Apollo 11 Anniversary And A Morning Moon Invitation

Astronaut Edwin E. Aldrin Jr., lunar module pilot, is photographed during the Apollo 11 extravehicular activity (EVA) on the lunar surface. In the right background is the lunar module. On Aldrin’s right is the Solar Wind Composition (SWC) experiment, already deployed. Credit: NASA

48 years ago today, humans walked on the moon for the first time. Neil Armstrong and Buzz Aldrin landed in the Sea of Tranquillity, an ancient lava plain, at 3:18 p.m. CDT July 20. About 6 ½  hours later at 9:56 p.m., Armstrong emerged from the lunar module; Aldrin followed some 20 minute later. The guys spent the next two and a half hours observing, photographing, gathering samples and setting up experiments. Aldrin return first to the module before Armstrong. 21 hours and 36 minutes after landing, the duo fired the ascent stage engine and returned to the command service module and fellow astronaut, Michael Collins.

This is how the moon appeared the evening that people first walked on the moon. The location near the terminator (the curve of at left where the sun is just rising over the lunar landscape) was important because Armstrong and Aldrin needed shadows to clearly read the landscape. Created with Stellarium

Beside experiments and equipment, Armstrong and Aldrin left commemorative medallions bearing the names of the three Apollo 1 astronauts who has lost their lives in a launch pad fire in January 1967, and two cosmonauts who also died in accidents, on the moon’s surface. A one-and-a-half inch silicon disk, containing micro miniaturized goodwill messages from 73 countries, and the names of congressional and NASA leaders, also stayed behind.


Footage from the Apollo 11 moonwalk with Aldrin and Armstrong that was partially restored in 2009

In recreating the moon phase, I was curious about lighting at the six Apollo landing locations. To provide the crew with the optimum visibility during the final phase of the descent and landing, the local sun angle had to be within 5° and 14° above the eastern horizon behind the lunar module lander. These lighting conditions allowed the crew to evaluate the landing area they were headed into and select the best location for touchdown.


Picking up a dropped hammer on the moon is no easy task!

If the lighting angle was too high, the view would have been washed out; too low and long shadows would have hidden much of the view. Moon phases varied for each landing from waxing crescent to waxing gibbous, but the angle and distance from the terminator always remained within that range.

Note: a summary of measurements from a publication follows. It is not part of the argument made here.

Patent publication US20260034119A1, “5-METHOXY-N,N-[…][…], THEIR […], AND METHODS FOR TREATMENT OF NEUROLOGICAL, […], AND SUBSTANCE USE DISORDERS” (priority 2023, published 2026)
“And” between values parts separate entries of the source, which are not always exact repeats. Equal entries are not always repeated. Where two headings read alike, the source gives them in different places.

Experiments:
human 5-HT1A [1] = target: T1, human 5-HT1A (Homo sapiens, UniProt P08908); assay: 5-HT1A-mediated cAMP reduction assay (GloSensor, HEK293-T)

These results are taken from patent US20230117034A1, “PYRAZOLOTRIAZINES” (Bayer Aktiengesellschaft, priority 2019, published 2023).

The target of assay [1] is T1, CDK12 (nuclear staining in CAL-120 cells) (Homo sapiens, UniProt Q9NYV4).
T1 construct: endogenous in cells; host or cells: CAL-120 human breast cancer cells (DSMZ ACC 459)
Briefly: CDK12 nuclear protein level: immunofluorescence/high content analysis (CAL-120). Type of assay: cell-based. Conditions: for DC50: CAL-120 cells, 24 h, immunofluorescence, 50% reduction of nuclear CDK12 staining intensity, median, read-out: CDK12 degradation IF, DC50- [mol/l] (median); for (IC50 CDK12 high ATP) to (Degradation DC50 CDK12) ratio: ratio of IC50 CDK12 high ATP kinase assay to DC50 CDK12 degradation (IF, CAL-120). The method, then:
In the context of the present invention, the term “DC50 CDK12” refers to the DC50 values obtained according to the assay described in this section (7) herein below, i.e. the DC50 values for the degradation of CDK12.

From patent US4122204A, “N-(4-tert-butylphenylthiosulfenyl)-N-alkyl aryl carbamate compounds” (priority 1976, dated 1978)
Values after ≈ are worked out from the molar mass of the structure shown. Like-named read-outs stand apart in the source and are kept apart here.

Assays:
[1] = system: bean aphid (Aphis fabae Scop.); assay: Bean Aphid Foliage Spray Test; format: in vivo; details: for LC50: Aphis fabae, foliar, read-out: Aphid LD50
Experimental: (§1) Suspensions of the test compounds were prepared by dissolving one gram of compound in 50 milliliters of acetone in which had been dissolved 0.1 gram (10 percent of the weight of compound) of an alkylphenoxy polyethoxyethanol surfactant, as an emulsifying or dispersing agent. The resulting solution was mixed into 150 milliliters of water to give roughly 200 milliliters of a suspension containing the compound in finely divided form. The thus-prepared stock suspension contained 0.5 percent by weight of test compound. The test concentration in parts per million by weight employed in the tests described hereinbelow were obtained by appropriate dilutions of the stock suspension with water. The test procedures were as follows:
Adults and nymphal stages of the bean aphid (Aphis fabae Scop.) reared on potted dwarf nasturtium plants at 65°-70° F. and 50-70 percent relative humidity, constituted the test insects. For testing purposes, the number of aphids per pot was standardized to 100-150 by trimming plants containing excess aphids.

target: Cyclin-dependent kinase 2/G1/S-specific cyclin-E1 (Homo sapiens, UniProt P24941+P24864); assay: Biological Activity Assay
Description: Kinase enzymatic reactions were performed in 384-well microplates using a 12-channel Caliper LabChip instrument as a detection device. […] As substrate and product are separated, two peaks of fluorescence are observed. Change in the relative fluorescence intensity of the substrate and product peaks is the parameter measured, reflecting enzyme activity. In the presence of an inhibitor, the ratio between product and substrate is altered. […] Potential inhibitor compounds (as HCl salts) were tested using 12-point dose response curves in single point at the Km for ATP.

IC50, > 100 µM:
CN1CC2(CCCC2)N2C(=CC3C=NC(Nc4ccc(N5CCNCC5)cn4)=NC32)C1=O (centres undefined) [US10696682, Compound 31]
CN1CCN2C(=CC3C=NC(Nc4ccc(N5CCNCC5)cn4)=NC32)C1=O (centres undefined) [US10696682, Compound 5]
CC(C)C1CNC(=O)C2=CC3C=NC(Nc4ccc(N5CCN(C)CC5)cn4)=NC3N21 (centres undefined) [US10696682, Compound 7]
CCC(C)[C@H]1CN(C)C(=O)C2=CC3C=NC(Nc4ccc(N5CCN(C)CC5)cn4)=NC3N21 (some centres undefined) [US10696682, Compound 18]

Low sun angles also mean more moderate temperatures, the reason NASA planned landings in the early lunar morning before the sun had time to heat up the ground. Around local noon, the surface temperature’s around 250° F (120 C) and drops to around 200° below (-130 C) overnight. Picture yourself hiking in a desert landscape. You’d not only appreciate being there in the morning when temperatures are on the cool side but also when shadows make the landscape easier on the eye.

Drawing of the moon by Galileo. The Italian astronomer first observed the moon on November 30, 1609.

Think how many hundreds of thousands of years our ancestors looked up and wondered about the moon. Most people from the ancient Greeks through the time of Galileo considered the Earth to be imperfect (they were right about that!) and all other celestial bodies flawless perfection. That changed when the Italian astronomer Galileo trained his 20x scope on the moon in the fall of 1609 to begin an in-depth study. He found lots of imperfections. Mountains, valleys, peaks and “dark and light spots” (craters). Indeed, the moon looked a lot like Earth in all its beautiful imperfectitude.

This will be the scene facing northeast on Friday morning. The thin moon, with nice earthshine, joins the bright winter stars Aldebaran, Capella, Betelgeuse and Venus. Venus will stand about 14° or one and a half fists above the moon. Created with Stellarium

We can visit the moon anytime without the need for a bulky spacesuit or the lighting angle to be just so. Tomorrow morning, we’ll have the chance to catch a very thin, “old” crescent low in the northeastern sky about 40 minutes before sunrise. Look for it a little more than a fist below and left of Venus.

2 Responses

  1. caralex

    I remember watching it live on TV as a teenager on a school trip to France!

    It makes me very sad to have to acknowledge that there are a huge number of people out there – many who weren’t even born in 1969 – who think that this, mankind’s greatest achievement to date, was one big hoax. And sadly, their numbers are growing.

    1. astrobob

      Carol,
      It’s a sign of the Internet era and the lack of critical thinking skills to process so much information. Learning these should be an essential part of studies from middle school on up.

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